- Thousands of illegal Liberians in the United States will be forced to leave on 1 October after the Department of Home Security has ended their Temporary Protected Status (TPS).
But a joint research report published by the law firm of Dorsey & Whitney and Minnesota Advocates for Human Rights said time is not ripe for US authorities to end TPS for Liberians.
TPS allows certain populations to remain in the United States because of ongoing armed conflict, environmental disaster, or other extraordinary and temporary conditions.
Hundreds of thousands of Liberians were forced to flee Liberia when a civil war erupted in the country on 24 December 1989. Thousands of them flew to the United States, seeking peace, safety, employment, health and education.
Many Liberians, who have since established stable and secure homes in the US, hold regular jobs, pay rent, own homes and attend school. Apart from giving birth to many children in the US [who are US citizens], some Liberians have lived in the country for 15 years.
The Dorsey-authored report says the Liberian government needs sufficient time to establish itself as a stable and secure democracy capable of catering the needs of its populations. As such, it recommends Liberians to be allowed to remain in the US while their government moves forward during this “critical time in its history.”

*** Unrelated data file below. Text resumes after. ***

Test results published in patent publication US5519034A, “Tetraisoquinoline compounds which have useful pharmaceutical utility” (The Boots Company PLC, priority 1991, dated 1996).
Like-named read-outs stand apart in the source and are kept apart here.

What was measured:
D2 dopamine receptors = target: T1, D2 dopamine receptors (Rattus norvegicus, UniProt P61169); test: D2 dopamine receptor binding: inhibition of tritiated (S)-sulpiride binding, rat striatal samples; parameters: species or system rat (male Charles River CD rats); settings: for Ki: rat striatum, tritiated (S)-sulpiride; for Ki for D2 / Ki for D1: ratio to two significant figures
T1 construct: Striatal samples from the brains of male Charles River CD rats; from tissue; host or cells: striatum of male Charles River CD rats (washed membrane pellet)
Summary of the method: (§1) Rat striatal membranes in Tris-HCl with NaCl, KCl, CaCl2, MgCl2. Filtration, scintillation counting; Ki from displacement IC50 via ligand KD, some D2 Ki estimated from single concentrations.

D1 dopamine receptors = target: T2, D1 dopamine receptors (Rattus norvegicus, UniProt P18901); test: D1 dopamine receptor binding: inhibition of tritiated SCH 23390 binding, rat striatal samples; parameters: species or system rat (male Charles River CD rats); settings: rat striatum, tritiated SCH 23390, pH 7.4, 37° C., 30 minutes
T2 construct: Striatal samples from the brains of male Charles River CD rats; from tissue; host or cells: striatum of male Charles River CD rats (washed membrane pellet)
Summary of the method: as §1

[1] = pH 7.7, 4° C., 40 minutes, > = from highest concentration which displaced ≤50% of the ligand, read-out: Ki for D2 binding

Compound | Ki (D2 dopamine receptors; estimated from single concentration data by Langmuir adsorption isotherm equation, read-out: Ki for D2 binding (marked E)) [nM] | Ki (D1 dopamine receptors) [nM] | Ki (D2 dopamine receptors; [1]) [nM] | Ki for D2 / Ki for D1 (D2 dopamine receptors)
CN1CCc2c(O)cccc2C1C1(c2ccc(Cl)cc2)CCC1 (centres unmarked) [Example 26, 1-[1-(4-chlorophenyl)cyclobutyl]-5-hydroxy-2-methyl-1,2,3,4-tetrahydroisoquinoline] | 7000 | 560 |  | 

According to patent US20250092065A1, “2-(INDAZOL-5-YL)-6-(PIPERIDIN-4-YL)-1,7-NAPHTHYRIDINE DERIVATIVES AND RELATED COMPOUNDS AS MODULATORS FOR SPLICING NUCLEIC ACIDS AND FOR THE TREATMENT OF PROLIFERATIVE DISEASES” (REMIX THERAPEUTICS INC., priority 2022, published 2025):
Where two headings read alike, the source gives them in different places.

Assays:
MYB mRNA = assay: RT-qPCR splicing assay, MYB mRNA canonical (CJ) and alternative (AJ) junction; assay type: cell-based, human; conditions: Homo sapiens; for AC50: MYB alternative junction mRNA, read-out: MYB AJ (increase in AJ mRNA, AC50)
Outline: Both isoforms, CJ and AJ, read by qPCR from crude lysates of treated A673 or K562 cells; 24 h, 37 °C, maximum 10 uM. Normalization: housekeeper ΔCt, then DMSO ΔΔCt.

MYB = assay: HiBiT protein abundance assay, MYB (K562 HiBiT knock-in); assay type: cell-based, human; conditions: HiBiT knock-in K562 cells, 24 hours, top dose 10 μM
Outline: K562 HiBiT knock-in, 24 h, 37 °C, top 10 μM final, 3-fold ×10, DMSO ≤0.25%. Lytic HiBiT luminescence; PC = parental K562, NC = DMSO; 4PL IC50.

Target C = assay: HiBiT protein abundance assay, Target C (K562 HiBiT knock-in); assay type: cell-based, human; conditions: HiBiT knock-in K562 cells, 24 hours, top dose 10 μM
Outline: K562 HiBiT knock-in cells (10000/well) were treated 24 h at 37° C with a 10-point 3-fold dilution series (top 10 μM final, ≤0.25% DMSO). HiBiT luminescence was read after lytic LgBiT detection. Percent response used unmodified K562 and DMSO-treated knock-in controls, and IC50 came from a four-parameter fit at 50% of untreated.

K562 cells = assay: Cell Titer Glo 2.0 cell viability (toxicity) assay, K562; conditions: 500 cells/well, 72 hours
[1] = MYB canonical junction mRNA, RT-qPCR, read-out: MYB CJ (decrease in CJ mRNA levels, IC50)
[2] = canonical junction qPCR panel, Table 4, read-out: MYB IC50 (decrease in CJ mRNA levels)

The report examines Liberia’s state of account, taking into cognizance its refugee return programme, economy, infrastructure, health care, education, security, and justice systems.
Despite ending the war in 2003 and electing a new elected government in 2005, Liberia still has a long way to go in terms of developing its devastated economy, infrastructure and social services. Majority of the population still lives without clean drinking water, electricity and access to health care.
Liberia is also reeling with high illiteracy rate [over 70%], high unemployment and poor conditions of schools. Liberian students are taught by unqualified teachers.
Besides, Liberia's small and inadequate police force is poorly equipped, and the country's high crime rate is exacerbated by high unemployment, the report notes.
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